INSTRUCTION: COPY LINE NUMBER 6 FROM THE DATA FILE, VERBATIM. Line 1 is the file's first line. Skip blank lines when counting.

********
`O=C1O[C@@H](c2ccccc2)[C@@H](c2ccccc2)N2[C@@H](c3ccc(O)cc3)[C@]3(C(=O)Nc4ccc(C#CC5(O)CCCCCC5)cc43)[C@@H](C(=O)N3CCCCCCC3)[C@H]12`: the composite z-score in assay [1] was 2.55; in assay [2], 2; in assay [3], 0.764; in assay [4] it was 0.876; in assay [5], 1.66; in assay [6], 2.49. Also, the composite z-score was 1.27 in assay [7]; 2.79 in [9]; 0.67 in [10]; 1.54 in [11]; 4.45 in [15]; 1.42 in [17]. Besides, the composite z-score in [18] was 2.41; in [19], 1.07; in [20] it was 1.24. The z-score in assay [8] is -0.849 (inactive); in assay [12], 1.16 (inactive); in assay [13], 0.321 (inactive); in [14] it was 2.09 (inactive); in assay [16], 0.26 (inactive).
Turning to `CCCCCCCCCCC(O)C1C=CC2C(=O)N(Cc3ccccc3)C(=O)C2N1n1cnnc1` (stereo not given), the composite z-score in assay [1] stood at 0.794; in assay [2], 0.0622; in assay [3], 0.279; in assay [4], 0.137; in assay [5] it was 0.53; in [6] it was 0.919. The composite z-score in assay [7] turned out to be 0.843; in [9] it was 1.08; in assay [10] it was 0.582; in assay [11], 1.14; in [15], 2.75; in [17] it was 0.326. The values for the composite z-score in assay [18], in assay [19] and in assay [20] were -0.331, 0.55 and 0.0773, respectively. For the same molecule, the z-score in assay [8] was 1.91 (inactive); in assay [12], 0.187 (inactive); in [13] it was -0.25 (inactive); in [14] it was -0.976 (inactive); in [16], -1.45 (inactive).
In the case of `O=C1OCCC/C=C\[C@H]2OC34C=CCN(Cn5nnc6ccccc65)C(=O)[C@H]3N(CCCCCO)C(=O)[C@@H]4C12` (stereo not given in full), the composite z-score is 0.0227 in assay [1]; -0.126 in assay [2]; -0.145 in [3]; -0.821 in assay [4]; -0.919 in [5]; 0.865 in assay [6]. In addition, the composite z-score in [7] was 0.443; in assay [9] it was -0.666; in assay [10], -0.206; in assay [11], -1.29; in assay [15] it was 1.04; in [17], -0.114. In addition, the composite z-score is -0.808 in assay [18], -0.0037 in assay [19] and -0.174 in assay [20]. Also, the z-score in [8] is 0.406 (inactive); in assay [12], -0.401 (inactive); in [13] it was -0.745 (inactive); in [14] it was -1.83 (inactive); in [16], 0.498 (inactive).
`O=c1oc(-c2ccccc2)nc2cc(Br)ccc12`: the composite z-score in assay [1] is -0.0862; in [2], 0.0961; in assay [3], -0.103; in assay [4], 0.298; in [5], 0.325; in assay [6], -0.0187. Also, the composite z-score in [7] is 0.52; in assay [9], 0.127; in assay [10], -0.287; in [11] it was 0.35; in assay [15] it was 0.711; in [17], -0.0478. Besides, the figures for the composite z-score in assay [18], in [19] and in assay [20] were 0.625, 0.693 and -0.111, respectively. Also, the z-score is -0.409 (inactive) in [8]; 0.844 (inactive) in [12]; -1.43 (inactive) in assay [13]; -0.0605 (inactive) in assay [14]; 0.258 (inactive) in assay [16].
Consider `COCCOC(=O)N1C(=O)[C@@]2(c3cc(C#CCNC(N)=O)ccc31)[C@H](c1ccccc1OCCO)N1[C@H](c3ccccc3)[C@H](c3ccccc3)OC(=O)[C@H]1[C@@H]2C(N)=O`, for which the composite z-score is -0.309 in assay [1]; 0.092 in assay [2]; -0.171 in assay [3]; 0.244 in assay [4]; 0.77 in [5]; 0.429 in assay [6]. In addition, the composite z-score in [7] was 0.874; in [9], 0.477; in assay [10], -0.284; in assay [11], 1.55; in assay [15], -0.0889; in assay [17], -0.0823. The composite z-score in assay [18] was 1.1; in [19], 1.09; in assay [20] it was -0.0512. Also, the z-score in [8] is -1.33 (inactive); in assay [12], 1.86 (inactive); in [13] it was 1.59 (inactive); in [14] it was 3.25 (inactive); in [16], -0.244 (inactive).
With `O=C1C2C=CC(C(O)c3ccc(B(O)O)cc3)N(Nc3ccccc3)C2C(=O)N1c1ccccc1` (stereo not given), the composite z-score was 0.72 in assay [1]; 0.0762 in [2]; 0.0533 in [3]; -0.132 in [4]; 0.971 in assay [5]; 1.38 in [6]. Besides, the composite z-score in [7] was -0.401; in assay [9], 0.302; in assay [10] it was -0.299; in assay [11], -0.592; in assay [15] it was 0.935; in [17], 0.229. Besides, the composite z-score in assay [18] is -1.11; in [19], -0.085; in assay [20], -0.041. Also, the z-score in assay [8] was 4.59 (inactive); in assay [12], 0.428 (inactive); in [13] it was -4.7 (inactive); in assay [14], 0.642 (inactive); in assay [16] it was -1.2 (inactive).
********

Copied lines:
With `O=C1C2C=CC(C(O)c3ccc(B(O)O)cc3)N(Nc3ccccc3)C2C(=O)N1c1ccccc1` (stereo not given), the composite z-score was 0.72 in assay [1]; 0.0762 in [2]; 0.0533 in [3]; -0.132 in [4]; 0.971 in assay [5]; 1.38 in [6]. Besides, the composite z-score in [7] was -0.401; in assay [9], 0.302; in assay [10] it was -0.299; in assay [11], -0.592; in assay [15] it was 0.935; in [17], 0.229. Besides, the composite z-score in assay [18] is -1.11; in [19], -0.085; in assay [20], -0.041. Also, the z-score in assay [8] was 4.59 (inactive); in assay [12], 0.428 (inactive); in [13] it was -4.7 (inactive); in assay [14], 0.642 (inactive); in assay [16] it was -1.2 (inactive).